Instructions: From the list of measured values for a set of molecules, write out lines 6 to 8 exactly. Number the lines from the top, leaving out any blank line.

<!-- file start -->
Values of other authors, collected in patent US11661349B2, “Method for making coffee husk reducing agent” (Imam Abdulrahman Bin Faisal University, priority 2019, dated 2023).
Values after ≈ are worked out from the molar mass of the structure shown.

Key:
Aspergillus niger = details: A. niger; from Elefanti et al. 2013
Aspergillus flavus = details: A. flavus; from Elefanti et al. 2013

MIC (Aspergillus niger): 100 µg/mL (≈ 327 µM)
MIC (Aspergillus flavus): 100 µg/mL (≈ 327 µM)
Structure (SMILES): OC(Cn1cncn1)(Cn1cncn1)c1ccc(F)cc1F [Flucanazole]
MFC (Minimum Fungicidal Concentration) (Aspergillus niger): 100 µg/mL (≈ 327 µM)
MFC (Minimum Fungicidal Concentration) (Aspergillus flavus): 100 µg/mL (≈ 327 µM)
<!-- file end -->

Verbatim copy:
MIC (Aspergillus niger): 100 µg/mL (≈ 327 µM)
MIC (Aspergillus flavus): 100 µg/mL (≈ 327 µM)
Structure (SMILES): OC(Cn1cncn1)(Cn1cncn1)c1ccc(F)cc1F [Flucanazole]